Lyrica L. Lucas https://orcid.org/0000-0002-6833-8353
Date of this Version
Lucas LL, Lewis EB. High school students’ use of representations in physics problem solving. School Science and Mathematics.2019;119:327–339. https://doi.org/10.1111/ssm.12357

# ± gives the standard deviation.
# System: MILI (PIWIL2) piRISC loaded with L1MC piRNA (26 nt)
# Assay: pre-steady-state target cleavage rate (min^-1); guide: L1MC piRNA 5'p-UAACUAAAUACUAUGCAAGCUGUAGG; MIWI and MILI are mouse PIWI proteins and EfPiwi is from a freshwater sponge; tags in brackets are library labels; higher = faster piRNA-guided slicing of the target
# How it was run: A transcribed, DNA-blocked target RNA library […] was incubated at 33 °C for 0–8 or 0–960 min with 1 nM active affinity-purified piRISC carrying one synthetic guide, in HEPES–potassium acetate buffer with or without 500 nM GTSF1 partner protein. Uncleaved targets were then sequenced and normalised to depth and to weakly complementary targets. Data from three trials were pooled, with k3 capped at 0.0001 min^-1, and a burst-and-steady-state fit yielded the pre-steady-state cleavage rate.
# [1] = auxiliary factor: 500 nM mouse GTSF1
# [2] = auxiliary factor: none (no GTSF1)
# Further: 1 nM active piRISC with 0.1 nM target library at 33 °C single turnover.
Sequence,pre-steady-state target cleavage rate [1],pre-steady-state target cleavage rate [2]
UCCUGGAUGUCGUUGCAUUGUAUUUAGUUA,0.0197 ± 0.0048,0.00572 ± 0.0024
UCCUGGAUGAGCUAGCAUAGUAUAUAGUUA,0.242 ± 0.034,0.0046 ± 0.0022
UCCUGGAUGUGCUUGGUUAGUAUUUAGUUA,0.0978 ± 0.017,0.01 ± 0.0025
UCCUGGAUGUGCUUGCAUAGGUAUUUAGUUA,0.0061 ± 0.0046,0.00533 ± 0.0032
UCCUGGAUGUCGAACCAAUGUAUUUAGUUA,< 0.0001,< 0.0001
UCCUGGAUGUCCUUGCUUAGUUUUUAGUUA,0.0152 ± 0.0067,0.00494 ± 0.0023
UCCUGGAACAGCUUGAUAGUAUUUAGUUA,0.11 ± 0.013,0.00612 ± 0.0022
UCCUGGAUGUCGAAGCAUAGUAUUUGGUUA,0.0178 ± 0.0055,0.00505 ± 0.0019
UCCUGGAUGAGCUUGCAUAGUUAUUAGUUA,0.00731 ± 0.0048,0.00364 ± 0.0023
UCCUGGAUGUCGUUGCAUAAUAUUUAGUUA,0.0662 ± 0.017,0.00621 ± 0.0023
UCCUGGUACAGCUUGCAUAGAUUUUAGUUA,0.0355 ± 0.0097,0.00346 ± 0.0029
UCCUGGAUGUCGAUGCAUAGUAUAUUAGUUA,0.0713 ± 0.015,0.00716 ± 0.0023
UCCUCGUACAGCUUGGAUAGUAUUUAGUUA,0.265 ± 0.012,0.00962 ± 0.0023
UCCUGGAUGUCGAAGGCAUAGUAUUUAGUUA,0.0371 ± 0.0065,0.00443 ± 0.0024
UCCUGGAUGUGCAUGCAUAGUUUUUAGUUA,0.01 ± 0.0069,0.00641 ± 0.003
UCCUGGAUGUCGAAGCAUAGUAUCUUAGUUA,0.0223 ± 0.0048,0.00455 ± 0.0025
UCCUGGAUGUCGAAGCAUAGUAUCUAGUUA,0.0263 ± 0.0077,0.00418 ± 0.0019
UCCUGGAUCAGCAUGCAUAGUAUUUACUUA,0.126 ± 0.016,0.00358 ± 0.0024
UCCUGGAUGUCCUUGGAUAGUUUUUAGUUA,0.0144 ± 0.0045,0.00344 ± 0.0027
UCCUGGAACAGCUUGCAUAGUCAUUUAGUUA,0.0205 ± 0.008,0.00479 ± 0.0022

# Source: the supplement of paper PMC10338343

Findings from physics education research strongly point to the critical need for teachers’ use of multiple representations in their instructional practices such as pictures, diagrams, written explanations, and mathematical expressions to enhance students' problem‐solving ability. In this study, we explored use of problem‐solving tasks for generating multiple representations as a scaffolding strategy in a high school modeling physics class. Through problem‐solving cognitive interviews with students, we investigated how a group of students responded to the tasks and how their use of such strategies affected their problem‐solving performance and use of representations as compared to students who did not receive explicit, scaffolded guidance to generate representations in solving similar problems. Aggregated data on students' problem-solving performance and use of representations were collected from a set of 14 mechanics problems and triangulated with cognitive interviews. A higher percentage of students from the scaffolding group constructed visual representations in their problem‐ solving solutions, while their use of other representations and problem‐solving performance did not differ with that of the comparison group. In addition, interviews revealed that students did not think that writing down physics concepts was necessary despite being encouraged to do so as a support strategy.